SR-71 Blackbird inspiration

All this advanced AI technology is fine, but a car needs to look good, and especially super- and hypercars. It needs to look like it’s going 200 miles per hour standing still, it has to have a great deal of presence, so a pretty face is essential.

The Czinger 21C not only carries unconventional technology under its carbon-fibre exterior, but the exterior itself is also a bit unconventional as well. Kevin Czinger is a huge fan of the SR-71 Blackbird program from the 1970s, which resulted in one of the all-time greatest aeroplanes ever made. And looking at both the aircraft, and the car, the two share some similarities in design.

The most obvious one is the central cockpit, which aligns the driver, passenger, engine and gearbox in the middle of the car. This improves weight distributions and thus enhances performance in multiple ways. It also causes a few challenges though, as you need additional length in the chassis. The result is a canopy that starts very close to the front of the car and stretches to the engine bay. This can be best seen in shots from the side of the car. From the front though, you can see how narrow the almost full glass covered canopy really is.

Bumper to bumper, the Czinger 21C looks sharp, focused, and pretty much ready to blast down any track. There are all sorts of aerodynamic trickery going on, with massive wings, splitters, air-intakes and a giant rear spoiler and diffuser. But how does it back up this aggressive appearance? Well, pretty darn good!

The Numbers Game

I know most Petrolheads will look at numbers to judge a car, and if you’ve watched the clip above you’ve heard them all. How fast does it accelerate, what’s the top speed, how much downforce does it generate, how fast can it lap a certain track, how many will be built, and at what cost. And most importantly perhaps; what engine does it have?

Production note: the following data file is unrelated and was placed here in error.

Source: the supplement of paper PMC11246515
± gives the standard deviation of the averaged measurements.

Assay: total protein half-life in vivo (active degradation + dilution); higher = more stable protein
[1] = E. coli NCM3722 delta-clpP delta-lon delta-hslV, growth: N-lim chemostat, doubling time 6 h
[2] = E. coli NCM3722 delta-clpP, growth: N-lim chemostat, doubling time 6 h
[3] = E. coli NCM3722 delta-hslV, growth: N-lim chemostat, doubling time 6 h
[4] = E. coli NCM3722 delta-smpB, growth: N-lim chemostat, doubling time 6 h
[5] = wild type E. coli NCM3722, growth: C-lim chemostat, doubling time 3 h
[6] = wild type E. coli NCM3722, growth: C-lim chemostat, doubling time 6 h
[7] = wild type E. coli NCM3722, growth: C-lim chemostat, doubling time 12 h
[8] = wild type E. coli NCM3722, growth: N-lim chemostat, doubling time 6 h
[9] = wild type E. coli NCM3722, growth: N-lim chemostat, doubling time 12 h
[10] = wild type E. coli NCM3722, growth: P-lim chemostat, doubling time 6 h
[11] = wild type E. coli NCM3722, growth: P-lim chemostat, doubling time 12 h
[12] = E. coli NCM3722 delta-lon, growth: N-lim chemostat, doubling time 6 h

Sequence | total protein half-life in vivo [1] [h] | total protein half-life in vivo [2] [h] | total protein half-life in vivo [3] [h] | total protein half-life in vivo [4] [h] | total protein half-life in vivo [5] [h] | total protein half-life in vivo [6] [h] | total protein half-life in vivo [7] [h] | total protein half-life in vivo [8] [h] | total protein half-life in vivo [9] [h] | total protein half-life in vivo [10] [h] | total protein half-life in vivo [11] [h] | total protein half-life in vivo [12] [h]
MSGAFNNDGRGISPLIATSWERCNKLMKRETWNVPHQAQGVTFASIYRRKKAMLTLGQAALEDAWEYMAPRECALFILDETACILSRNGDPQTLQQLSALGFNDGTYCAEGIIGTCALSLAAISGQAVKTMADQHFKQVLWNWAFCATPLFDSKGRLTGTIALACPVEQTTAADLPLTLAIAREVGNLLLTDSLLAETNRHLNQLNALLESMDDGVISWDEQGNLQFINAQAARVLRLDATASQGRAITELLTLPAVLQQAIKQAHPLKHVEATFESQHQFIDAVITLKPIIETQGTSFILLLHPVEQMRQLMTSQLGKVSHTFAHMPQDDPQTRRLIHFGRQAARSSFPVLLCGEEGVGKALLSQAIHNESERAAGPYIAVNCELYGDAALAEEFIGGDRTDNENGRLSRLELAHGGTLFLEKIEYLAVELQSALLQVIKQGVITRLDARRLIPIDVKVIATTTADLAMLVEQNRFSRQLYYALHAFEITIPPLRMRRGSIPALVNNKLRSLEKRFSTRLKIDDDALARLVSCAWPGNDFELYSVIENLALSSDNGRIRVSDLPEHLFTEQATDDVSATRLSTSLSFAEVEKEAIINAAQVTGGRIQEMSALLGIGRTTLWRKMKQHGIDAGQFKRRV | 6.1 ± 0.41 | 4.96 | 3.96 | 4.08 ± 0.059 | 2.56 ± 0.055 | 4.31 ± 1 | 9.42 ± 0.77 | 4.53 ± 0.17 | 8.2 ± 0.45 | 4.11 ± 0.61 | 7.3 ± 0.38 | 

Well, a massive one for that matter, backed up with a Formula 1 derived hybrid system. The Czinger 21C is powered by an in-house developed 2.9-litre twin-turbo V8 producing 950bhp. It’s made to run on fuel types with different octane levels, so depending on what you’re running the output can vary a little. The hybrid system can send an additional 100bhp to the rear wheels, while it also drives two electric motors in the front wheels. The combined output for the Czinger 21C is a monumental 1,233bhp.

Combine that with a weight of 1,240 kilos and you get some blistering performance figures. Czinger claims the 21C will go from a standstill to 62mph (100kph) in less than two seconds, although that has not been verified at the moment. The theoretical top speed is 281mph (just over 450kph), which puts it in Bugatti/Koenigsegg/SSC territory. And it’s not just fast in a straight line, as a track-prepped version of the Czinger 21C has lapped the Laguna Seca circuit in 1.25:44, a whopping 2 seconds faster than the McLaren Senna that previously held the lap record. Here’s a clip of how the Czinger team has broken the record;

The combination of low weight, high output, hybrid drive and immense downforce (on par with GT3 racing cars, depending on the set-up) result in a mind-blowing piece of futuristic engineering. And the final important numbers concerning the 21C; only 80 will be built at a base price of USD 2 million apiece, with deliveries planned for 2023. So yes, the Czinger 21C is a true hypercar in every sense of the word.

For more information, please visit Czinger.com

https://monochrome-watches.com/the-czinger-21c-a-3d-printed-hybrid-hypercar-from-the-united-states/